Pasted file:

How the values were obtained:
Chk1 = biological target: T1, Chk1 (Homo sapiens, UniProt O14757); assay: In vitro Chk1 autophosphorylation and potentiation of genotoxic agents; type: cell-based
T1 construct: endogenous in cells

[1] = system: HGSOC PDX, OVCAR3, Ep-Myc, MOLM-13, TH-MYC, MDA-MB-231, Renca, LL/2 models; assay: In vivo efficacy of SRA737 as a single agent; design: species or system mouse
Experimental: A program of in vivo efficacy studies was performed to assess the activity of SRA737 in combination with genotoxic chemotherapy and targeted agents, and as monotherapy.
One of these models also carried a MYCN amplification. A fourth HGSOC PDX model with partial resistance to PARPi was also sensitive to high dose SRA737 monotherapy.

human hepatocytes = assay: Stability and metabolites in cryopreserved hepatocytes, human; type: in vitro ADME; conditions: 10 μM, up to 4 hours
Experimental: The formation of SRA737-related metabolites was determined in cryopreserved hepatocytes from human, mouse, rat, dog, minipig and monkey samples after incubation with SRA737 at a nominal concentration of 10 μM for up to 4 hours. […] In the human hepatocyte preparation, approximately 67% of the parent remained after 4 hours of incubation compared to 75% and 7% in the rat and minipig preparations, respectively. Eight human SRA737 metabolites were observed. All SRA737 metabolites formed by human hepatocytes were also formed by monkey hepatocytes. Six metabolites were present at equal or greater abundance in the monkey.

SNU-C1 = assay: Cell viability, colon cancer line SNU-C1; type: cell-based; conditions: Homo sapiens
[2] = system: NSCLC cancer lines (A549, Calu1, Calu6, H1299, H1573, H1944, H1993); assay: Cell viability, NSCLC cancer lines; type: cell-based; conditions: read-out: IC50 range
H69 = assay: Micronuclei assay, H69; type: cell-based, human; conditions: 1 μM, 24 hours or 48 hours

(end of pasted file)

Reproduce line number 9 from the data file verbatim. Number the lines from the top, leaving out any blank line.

SNU-C1 = assay: Cell viability, colon cancer line SNU-C1; type: cell-based; conditions: Homo sapiens